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This eBook from the Gutenberg Project consists of approximately 262 pages of information about The Path of Duty, and Other Stories.
the insidious approach of that foe to human life, consumption.  Going one day to visit my mother, I was so struck by the change so visible in her countenance, I privately asked Aunt Patience if she did not feel alarmed for my mother?  She burst into tears, and was for some time unable to reply.  I had never before seen Aunt Patience so much affected.  I begged of her to tell me if there was any real cause for alarm, for I had hoped she would be able to dispel all my fears in regard to my mother.  Regaining her composure, she told me that consumption was hereditary in my mother’s family.  I had never before chanced to hear it mentioned, but Aunt Patience now informed me that several of the family had fallen victims to that disease, and that she feared it had already fastened upon my mother.

“I am glad,” she said, “that you have spoken to me upon the subject.  I have long wished to make known my feelings to you, but I shrank from giving you pain.  I have been unable to persuade your mother to call a physician.  She imagines herself better; but I can see but too plainly that such is not the case.”

I forebore mentioning the subject to my mother at that time; indeed I could not have done so.  I was now thoroughly alarmed—­almost terrified, and it was with a heavy heart that I returned to the dwelling of Mrs. Leighton.

I had frequently spoken to Mrs. Leighton of my mother’s failing health, and I now felt it my duty to resign my position as governess, for a time at least, and return to my mother, that she might be relieved from all care.  When I returned to Mrs. Leighton’s on the evening in question, I again spoke to her upon the subject, saying that I feared I should be obliged to resign my situation in her family and return to my mother, who evidently needed my attention.  Mrs. Leighton expressed much sympathy for me in my trouble, saying that I ought by all means to hasten to my mother; but added that she did not wish me to resign my position, as she was willing to wait for me for any length of time I might find it necessary to remain at home.  She said, further, that Laura would be quite willing to give some attention to the children during my absence; and she tried to cheer me up, saying that she trusted my mother would soon be better.  I too tried to be hopeful, but the impression that my mother was to die had taken deep hold of my mind.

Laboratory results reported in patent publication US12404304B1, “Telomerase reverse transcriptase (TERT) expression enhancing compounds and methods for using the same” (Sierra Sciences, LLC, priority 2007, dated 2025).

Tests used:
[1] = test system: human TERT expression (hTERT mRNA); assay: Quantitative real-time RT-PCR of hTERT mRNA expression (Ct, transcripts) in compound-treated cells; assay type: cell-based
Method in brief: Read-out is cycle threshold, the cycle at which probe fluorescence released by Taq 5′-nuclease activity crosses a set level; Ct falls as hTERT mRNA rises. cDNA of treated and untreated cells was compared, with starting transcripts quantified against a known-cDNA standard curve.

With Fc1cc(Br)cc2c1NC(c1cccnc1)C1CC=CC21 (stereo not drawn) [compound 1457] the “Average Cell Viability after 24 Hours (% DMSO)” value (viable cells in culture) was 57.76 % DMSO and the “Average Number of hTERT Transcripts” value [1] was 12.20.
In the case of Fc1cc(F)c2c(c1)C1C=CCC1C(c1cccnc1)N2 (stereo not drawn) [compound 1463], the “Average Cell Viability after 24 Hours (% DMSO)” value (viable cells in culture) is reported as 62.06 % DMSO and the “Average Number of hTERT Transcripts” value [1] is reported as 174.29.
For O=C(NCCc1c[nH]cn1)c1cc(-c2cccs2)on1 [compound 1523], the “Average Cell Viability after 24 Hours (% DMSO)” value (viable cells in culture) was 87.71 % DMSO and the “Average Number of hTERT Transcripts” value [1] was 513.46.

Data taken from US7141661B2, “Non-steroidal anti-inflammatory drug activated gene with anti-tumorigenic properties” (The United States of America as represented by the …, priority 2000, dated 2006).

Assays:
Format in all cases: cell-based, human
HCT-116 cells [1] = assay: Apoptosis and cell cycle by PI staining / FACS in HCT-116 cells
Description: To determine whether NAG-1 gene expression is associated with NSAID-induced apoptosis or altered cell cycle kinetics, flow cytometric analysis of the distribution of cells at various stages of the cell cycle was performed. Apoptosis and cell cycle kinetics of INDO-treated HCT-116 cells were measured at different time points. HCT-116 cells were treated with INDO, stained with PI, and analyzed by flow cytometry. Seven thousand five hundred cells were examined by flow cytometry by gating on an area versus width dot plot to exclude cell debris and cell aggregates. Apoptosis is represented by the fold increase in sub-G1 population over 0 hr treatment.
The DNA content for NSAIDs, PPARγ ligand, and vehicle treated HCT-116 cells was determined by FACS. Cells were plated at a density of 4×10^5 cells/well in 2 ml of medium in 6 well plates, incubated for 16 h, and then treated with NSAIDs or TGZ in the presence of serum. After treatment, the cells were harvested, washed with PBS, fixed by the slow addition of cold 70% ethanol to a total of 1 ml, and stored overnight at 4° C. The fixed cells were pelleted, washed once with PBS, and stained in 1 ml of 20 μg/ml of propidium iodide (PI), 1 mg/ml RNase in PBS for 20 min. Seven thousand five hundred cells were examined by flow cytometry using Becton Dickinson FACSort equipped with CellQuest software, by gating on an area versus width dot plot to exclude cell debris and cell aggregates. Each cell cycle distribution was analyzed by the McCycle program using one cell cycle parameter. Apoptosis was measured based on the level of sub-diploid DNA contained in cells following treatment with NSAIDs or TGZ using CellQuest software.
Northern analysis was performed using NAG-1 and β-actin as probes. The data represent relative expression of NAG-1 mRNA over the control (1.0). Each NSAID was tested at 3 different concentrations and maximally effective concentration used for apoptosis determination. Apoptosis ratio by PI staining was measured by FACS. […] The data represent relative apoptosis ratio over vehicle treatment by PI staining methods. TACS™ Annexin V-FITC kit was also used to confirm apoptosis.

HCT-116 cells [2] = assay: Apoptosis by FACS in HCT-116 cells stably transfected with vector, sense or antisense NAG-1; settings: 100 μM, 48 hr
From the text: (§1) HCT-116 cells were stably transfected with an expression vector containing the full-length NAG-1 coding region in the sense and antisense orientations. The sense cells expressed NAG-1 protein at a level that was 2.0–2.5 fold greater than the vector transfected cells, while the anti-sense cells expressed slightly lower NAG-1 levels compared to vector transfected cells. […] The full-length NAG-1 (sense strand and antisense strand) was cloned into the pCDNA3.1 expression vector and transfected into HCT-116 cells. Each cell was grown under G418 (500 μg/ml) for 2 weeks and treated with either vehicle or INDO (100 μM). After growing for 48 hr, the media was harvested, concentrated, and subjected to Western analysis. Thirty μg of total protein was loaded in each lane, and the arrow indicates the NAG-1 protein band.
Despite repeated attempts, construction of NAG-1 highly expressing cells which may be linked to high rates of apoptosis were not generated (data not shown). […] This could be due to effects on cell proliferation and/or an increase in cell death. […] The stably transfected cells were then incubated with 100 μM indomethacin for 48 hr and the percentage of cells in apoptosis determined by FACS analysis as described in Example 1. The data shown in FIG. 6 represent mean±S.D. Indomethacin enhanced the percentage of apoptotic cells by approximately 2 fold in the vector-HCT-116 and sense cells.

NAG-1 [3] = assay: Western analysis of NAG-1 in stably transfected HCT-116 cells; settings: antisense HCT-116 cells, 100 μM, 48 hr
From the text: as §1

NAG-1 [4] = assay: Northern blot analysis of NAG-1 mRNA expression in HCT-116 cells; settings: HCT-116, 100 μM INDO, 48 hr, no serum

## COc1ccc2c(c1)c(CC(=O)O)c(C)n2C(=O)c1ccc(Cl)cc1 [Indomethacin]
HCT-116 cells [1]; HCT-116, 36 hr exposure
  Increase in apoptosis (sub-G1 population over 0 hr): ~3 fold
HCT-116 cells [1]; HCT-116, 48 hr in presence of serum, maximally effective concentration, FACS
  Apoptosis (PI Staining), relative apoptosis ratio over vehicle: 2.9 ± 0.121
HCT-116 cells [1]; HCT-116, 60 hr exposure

I visited my mother the next evening, and, to avoid surprising her by suddenly returning home, I informed her that I intended spending a few weeks at home, as I needed rest from teaching, and that Laura would attend to the children during the time I should remain at home.  My mother seemed so cheerful that evening that I began to hope that I might have been too much alarmed; but, when I had opportunity for speaking privately with Aunt Patience, her words confirmed my worst fears.  She informed me that at her earnest solicitation my mother had that day summoned a physician; that he had prescribed some medicine for her, and given her some advice in regard to diet, walking or riding in the open air, &c.  She further informed me that she had herself spoken privately to the physician, requesting him to tell her candidly what he thought of my mother’s case.  He replied,—­

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